We embed the United Nations Sustainable Development Goals (UN SDGs) authentically across all our programs, including the impact of supply chains on the environment, and human rights through modern slavery. Students are change-makers through their participation in the Global Social Innovation Challenge to address global problems, and UNSDGs. Our students are making an impact at local, national and global levels for a more sustainable world. 

Business students studying

And in terms of the practical element, we have a strong focus on those technical and professional skills – developing business acumen, formulating strategy and fostering an entrepreneurial mindset – but also communication skills, teamwork skills, negotiation skills, conflict resolution skills… 

And as students develop a deeper understanding and build on the specialised knowledge they have acquired, they have access to industry partners, so they have the opportunity to apply those skills while engaging with real-life clients to solve real-world problems.”

Many students prefer interactive workshop-style learning rather than the old way of ‘chalk-and talk’. What can they expect at the Peter Faber Business School?

“Our focus is on providing students with opportunities for interactive learning, where material is provided online before a class so the students can come to the class prepared to engage and ask questions and be fully involved in both peer-to-peer and peer-to-teacher interaction, in a workshop-style learning environment. 

Another important element of our learning and teaching strategy is what we call ‘just-in-time feedback’, where the students give feedback on pressure points or even teacher blind spots, and that happens in real time, so any issues are actioned immediately. 

We encourage the use of discussion forums, which really allows students to engage in deep discussion on interesting topics or challenges, creating an interactive community where students engage with their peers with the support of a moderator or instructor.  

And we are also in the process of enhancing our alumni engagement, so that students are linked with ACU graduates on a constant basis, allowing them to engage career-oriented questions, industry questions, giving students sound advice and invaluable networking opportunities.”

Many students are concerned about the impact of automation on the future jobs market. How does the Bachelor of Commerce prime them for those challenges?

“Firstly, our Future Ready employability program is designed to help students to launch straight into their career.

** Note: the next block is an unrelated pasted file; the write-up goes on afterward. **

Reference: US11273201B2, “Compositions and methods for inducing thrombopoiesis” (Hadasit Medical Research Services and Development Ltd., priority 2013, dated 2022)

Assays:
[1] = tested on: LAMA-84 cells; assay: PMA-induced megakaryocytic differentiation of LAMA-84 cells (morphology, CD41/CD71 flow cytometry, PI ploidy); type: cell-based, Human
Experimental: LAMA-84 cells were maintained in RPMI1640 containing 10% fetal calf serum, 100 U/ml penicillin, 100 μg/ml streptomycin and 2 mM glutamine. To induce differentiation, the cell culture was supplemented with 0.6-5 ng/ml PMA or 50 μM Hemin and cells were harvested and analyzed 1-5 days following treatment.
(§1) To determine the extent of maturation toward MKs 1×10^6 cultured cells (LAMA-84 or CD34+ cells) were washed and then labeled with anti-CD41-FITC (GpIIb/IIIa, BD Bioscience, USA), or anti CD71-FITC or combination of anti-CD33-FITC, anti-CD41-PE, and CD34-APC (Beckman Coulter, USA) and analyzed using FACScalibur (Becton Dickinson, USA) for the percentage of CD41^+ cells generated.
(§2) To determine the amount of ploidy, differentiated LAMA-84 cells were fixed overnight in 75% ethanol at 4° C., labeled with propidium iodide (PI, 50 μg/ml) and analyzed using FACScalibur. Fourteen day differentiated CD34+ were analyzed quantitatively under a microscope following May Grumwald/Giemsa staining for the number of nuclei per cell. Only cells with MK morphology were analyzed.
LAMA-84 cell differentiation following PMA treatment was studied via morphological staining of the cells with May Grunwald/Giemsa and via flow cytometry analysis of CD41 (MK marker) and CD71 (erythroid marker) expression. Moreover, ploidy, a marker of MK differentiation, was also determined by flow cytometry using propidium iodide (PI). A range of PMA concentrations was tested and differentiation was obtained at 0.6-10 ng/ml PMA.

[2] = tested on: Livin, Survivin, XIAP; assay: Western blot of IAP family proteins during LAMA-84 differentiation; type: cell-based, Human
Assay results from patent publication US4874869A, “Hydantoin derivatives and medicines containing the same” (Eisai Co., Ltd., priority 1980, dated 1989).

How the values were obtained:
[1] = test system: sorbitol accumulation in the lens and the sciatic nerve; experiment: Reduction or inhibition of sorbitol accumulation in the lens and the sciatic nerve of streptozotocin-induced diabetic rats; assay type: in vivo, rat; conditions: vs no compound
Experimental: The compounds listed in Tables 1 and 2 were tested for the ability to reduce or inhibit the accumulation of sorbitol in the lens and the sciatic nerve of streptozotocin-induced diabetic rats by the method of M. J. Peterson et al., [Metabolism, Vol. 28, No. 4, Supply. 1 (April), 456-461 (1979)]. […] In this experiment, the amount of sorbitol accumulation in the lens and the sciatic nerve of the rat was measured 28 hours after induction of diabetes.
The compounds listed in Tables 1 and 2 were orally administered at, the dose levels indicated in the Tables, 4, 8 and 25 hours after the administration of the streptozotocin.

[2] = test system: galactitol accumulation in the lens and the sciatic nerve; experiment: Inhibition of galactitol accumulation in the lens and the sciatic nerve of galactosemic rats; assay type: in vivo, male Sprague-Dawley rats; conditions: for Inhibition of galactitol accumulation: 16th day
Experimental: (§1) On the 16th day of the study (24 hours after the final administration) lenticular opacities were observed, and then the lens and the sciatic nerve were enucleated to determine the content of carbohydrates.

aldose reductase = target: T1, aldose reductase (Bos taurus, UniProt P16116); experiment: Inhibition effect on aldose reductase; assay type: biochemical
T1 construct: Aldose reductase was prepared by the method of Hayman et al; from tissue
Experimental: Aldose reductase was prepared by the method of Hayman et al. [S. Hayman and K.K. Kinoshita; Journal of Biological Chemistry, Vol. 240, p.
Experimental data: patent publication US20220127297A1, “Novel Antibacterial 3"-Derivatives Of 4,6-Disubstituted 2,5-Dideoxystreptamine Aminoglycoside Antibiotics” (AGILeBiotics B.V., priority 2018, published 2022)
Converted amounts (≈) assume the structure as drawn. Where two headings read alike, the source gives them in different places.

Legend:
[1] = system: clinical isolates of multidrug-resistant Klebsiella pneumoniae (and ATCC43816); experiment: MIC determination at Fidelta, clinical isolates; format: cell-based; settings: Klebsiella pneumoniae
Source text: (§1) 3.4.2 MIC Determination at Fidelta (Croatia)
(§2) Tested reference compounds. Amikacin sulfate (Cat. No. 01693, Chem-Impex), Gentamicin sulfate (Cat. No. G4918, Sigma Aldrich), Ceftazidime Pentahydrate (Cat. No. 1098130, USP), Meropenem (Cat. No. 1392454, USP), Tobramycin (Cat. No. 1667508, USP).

We are constantly developing and innovating a career-driven business curriculum that is future-proof, preparing students with future-ready skills. Automation increases productivity for many different tasks, but robots do not have human skills. Things like adaptability, creativity, critical thinking and problem solving – all these belong to the human domain, not the robotic domain, and these are the skills and attributes we instil in our students. 

We have problem-based learning, where students come to the classroom, engage with others and solve a problem. We are piloting new programs that help to develop their resilience, to develop a student’s social, emotional, motivational and academic wellbeing… And we have also introduced STEM units to our courses, which is very important in responding to the world’s digital needs. 

These exposures prepare students for the future world of work, which is going to be constantly changing, constantly evolving, and as those changes happen, we are constantly innovating our courses to meet the new demands of the new world.”

Keen to study commerce at ACU? Explore the options. 

Impact brings you compelling stories, inspiring research, and big ideas from ACU. It's about the impact we’re having on our communities, and our Mission in action. It’s a practical resource for career, life and study.

At ACU it’s education, but not as you know it. We stand up for people in need, and causes that matter.

If you have a story idea or just want to say hello, do contact us.

Copyright@ Australian Catholic University 1998-2021 | ABN 15 050 192 660 CRICOS Reg: 00004G